That's okay, though.  Given a choice between dragging trees and painting, I'd rather paint!  ;c)

Thanks for visiting and feel free to leave a comment.

Saturday, January 2, 2016

Well That Was Different

We had our little New Years Eve get together with fellow workampers here at the COE Volunteer Village community center.  Finger food, yummy snakes and a favorite card game before we called "midnight" at about 9 pm.  One of the workampers said that the rangers asked for some volunteers to help out over the weekend at the Visitor Center as they had to work expecting some extra visitors coming to see the Thurmond Dam with the gates open.  It is the first time the dam has been opened to vent high water levels in decades.

Normally the Visitor Center is closed on New Years Day, but Marti and I volunteered to man the place for the rangers.

The Visitor Center usually needs one person to run it, but we figured we'd both do it, with one of us being able to run out and pick up lunch, snacks, etc., while the other was there to maintain a radio and phone watch with the duty rangers out in the field.  Sort of a nice quite way to earn some more working hours.

What we didn't expect was seemingly as big a flood of people as there was water going over the dam.  By 10 am the trickle of people coming in turned into a full scale torrent.  There were so many people coming to see the dam that we had to call in additional off duty rangers to come in and handle the traffic jams and keep some people from walking onto rocks below the dam before they slipped and fell in to the river (can't fix stupid).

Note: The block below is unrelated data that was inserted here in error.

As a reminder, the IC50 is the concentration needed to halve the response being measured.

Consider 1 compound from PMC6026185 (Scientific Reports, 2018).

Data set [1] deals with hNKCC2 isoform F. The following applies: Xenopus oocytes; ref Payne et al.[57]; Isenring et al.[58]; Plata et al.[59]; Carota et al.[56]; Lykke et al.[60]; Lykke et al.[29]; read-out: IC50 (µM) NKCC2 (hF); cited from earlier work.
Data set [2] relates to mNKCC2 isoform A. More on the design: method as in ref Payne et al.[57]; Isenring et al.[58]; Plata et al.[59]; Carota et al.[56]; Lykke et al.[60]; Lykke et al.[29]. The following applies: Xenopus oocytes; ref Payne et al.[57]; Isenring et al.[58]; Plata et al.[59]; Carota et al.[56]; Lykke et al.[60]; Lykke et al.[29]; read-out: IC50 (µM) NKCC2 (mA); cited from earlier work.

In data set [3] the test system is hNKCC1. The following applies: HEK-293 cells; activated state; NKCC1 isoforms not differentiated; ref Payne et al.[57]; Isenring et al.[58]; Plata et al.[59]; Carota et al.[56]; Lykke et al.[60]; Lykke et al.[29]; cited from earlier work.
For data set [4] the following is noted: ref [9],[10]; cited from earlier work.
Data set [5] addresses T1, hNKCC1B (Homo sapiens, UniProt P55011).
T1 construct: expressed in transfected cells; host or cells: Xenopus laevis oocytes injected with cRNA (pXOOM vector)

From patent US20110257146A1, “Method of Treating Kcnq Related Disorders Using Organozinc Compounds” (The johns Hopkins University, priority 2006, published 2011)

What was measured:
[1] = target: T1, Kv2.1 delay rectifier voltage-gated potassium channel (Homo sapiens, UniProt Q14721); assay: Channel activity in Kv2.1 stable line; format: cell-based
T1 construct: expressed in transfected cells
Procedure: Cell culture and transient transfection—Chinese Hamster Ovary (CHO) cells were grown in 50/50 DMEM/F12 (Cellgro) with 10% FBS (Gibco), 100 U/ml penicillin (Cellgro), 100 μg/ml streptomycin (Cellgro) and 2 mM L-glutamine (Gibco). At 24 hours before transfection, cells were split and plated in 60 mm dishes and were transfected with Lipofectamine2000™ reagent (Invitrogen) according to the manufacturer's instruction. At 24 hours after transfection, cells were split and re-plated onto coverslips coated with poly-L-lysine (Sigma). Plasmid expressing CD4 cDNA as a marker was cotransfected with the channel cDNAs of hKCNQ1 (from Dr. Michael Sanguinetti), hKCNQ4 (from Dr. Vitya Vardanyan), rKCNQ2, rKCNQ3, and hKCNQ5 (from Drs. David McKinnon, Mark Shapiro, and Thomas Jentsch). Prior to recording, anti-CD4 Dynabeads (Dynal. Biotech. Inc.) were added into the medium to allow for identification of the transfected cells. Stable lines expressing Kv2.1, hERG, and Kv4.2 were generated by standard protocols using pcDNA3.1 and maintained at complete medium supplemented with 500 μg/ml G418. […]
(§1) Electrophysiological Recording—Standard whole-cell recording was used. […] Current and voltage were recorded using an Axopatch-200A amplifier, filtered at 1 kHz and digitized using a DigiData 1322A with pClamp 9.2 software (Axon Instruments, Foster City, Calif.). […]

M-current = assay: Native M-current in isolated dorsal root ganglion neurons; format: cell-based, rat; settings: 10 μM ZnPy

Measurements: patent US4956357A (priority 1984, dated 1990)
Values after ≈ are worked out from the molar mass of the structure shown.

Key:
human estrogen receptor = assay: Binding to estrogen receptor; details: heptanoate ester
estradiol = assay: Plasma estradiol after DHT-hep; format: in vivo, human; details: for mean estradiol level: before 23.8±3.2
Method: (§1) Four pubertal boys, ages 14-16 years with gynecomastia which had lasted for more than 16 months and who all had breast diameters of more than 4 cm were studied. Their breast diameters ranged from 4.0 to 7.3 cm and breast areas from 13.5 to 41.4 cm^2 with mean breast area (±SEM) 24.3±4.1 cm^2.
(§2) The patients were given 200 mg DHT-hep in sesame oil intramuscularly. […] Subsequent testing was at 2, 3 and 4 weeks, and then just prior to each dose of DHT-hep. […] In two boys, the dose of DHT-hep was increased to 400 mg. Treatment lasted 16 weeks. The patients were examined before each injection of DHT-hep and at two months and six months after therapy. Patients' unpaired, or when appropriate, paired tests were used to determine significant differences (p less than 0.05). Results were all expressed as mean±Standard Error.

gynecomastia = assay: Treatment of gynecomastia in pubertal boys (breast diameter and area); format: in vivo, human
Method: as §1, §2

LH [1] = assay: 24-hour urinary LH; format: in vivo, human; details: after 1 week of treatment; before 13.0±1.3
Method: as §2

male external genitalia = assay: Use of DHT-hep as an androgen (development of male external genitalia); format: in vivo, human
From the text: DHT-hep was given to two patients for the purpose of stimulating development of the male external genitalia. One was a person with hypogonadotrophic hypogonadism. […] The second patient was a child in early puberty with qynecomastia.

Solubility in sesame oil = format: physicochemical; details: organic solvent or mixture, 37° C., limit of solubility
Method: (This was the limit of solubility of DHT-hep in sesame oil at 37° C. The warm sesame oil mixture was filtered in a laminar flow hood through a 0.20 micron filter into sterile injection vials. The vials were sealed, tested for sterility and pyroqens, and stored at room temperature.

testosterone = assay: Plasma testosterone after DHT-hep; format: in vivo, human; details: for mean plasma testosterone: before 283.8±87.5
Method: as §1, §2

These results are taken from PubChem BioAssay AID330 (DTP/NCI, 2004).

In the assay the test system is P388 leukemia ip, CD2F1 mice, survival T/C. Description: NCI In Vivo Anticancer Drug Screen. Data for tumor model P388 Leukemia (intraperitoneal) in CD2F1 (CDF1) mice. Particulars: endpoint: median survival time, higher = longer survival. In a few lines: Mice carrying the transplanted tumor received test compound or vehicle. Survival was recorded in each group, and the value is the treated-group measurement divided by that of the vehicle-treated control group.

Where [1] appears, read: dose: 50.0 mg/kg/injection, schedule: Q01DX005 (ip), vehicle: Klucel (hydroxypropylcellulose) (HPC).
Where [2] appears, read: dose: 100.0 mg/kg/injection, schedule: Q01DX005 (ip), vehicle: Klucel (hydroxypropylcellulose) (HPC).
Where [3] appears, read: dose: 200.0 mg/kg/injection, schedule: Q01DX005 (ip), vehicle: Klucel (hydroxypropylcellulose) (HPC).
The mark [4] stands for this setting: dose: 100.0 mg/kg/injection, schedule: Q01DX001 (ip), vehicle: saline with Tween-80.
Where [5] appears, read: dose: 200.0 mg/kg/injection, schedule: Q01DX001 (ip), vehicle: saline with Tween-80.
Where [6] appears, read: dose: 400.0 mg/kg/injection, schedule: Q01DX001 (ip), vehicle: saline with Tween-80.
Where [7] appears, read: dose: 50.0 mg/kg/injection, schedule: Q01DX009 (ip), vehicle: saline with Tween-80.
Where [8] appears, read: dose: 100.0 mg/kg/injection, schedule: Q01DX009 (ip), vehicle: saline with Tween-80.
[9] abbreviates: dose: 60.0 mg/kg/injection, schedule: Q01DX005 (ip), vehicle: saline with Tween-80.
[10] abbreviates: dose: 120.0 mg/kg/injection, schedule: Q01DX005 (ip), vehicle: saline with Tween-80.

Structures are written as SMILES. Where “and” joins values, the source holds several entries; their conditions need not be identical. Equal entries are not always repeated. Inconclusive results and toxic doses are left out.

In no time we had six rangers out with the public and we were overwhelmed with literally hundreds of people entering the Visitor Center.  Why?

The Visitor Center is the only place with rest rooms for miles around.  Along with answering questions about Thurmond lake and dam, answering phone and radio calls, Marti and I had to restock the restrooms four times with toilet paper and paper towels and empty trash cans.

All tolled, we worked 11 hours before it got so dark that the public stopped coming to see the dam.  We finally locked up the Visitor Center with some very exhausted rangers and went home.  We estimated we had somewhere around six hundred people come in to the VC.  We never had time to stop for lunch or even to snap a picture.  A very different sort of a day.

Another couple is manning the VC today (Saturday), but we're going to stop by after lunch to see if they need anything.  We're going to be back in the VC on Sunday, but now we know what to expect. The way the dam opening had been publicized in the media, the floods of people is expected to continue.

We actually enjoyed the day, even if it was long and busy. Just glad to help the COE any way we can, and it was made more enjoyable to do a job for a change without a paint brush!   :c) 

Thanks for visiting and feel free to leave a comment.